Introduction: the Scottish Enlightenment in the history of ideas; 1. Natural law in the seventeenth century; 2. Natural law and moral realism: the civic-humanist synthesis in Francis Hutcheson and George Turnbull; 3. Between superstition and enthusiasm: David Hume's theory of justice, government and politics; 4. Adam Smith out of context: his theory of rights in Prussian perspective; 5. John Millar and the science of a legislator; 6. Thomas Reid's moral and political philosophy; 7. Dugald Stewart and the science of a legislator; 8. The science of a legislator in James Mackintosh's moral philosophy; 9. James Mill and Scottish moral philosophy; 10. From natural law to the rights of man; a European perspective on American debates; Bibliography.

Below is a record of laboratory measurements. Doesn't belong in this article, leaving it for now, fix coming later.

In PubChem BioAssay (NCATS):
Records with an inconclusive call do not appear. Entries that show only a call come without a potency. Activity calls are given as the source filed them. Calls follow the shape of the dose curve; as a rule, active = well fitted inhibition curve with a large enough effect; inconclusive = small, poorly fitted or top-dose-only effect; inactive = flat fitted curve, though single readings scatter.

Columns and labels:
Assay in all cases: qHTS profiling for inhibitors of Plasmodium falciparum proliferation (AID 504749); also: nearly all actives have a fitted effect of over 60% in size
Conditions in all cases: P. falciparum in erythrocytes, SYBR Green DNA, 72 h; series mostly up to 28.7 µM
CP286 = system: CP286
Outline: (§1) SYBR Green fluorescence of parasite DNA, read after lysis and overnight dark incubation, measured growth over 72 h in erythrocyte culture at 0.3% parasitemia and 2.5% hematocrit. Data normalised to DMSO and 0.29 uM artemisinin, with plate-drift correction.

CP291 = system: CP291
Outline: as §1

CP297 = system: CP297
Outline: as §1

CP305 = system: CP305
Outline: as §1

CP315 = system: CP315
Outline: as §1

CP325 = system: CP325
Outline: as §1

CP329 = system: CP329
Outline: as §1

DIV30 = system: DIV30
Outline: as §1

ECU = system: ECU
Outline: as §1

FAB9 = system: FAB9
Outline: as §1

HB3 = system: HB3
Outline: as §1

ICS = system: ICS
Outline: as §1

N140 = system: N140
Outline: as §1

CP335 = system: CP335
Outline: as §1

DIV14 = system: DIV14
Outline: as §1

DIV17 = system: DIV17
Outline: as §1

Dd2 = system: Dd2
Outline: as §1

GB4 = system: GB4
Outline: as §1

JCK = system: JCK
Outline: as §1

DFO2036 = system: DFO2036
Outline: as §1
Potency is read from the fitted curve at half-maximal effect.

This major contribution to the history of philosophy provides the most comprehensive guide to modern natural law theory available.
'... an interesting and important set of historical studies, written clearly and straightforwardly, resting on massive scholarship, and arguing for some challenging theses about matters that are still of lively theoretical interest.' J. B. Schneewind, The Johns Hopkins University ' ... What makes the volume much more than a collection of articles, however, is the trouble the author has taken to ensure that the argument moves forward from chapter to chapter. This, in turn, is supported by an informed sense of the argument's relation to other interpretations of Scottish philosophy, as well as by an unusual grasp of the considerable amount of relevant scholarship published in German.' British Journal of Eighteenth-Century Studies